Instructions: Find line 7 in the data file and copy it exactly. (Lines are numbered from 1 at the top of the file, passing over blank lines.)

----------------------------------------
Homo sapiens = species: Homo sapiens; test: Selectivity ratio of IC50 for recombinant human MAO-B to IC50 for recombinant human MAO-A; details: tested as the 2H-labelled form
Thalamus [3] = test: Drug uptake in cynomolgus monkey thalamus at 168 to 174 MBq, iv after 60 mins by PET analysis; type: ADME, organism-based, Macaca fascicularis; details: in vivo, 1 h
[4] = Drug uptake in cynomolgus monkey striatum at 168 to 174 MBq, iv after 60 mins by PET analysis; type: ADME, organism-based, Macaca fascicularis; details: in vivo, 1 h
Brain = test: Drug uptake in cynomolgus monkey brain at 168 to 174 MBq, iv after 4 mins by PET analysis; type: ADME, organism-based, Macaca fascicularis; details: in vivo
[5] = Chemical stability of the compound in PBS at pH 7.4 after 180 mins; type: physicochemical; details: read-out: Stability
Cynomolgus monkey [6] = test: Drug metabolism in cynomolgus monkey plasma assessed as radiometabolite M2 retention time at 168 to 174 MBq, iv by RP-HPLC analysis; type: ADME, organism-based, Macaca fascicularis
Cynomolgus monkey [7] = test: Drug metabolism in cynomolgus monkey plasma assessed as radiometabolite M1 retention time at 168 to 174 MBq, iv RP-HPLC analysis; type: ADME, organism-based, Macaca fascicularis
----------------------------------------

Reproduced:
Cynomolgus monkey [7] = test: Drug metabolism in cynomolgus monkey plasma assessed as radiometabolite M1 retention time at 168 to 174 MBq, iv RP-HPLC analysis; type: ADME, organism-based, Macaca fascicularis